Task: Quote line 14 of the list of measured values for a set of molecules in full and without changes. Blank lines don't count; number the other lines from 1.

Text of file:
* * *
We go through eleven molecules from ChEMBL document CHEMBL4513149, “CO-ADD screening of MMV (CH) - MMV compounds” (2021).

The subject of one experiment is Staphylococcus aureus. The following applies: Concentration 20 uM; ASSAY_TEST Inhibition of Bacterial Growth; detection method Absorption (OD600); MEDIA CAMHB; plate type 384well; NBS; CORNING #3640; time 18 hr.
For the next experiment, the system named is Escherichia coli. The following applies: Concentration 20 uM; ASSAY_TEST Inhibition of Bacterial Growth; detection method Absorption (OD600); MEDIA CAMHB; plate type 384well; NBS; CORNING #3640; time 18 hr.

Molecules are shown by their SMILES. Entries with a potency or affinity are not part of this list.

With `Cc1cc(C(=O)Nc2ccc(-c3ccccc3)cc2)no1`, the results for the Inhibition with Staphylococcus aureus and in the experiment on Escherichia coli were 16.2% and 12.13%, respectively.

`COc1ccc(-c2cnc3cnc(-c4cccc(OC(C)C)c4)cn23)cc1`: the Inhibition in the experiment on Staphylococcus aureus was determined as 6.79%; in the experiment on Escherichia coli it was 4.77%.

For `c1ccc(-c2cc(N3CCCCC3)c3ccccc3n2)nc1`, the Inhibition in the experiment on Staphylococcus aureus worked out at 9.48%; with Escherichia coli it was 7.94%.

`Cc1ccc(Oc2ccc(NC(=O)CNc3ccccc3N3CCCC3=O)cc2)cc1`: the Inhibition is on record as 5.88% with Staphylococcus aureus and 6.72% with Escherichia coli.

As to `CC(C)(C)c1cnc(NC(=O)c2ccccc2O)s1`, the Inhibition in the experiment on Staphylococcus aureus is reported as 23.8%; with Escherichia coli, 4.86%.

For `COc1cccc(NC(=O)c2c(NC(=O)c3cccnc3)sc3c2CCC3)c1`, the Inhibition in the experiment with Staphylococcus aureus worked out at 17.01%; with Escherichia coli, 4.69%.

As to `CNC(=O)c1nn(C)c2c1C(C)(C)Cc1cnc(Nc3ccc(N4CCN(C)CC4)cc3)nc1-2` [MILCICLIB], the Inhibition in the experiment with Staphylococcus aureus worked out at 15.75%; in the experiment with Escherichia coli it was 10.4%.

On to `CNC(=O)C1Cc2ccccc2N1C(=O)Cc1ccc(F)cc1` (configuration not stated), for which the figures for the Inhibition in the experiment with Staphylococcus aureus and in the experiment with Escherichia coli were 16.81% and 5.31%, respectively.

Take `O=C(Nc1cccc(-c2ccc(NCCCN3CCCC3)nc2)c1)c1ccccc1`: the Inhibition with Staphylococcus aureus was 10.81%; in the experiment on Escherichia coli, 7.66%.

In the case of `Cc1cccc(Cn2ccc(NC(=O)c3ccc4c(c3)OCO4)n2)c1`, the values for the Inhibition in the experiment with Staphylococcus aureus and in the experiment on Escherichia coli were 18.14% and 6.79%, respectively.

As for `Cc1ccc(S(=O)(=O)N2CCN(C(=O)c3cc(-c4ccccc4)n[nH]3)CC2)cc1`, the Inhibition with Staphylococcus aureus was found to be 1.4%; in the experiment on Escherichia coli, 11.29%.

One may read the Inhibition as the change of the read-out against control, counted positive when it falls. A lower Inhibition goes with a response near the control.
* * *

In the case of `Cc1cccc(Cn2ccc(NC(=O)c3ccc4c(c3)OCO4)n2)c1`, the values for the Inhibition in the experiment with Staphylococcus aureus and in the experiment on Escherichia coli were 18.14% and 6.79%, respectively.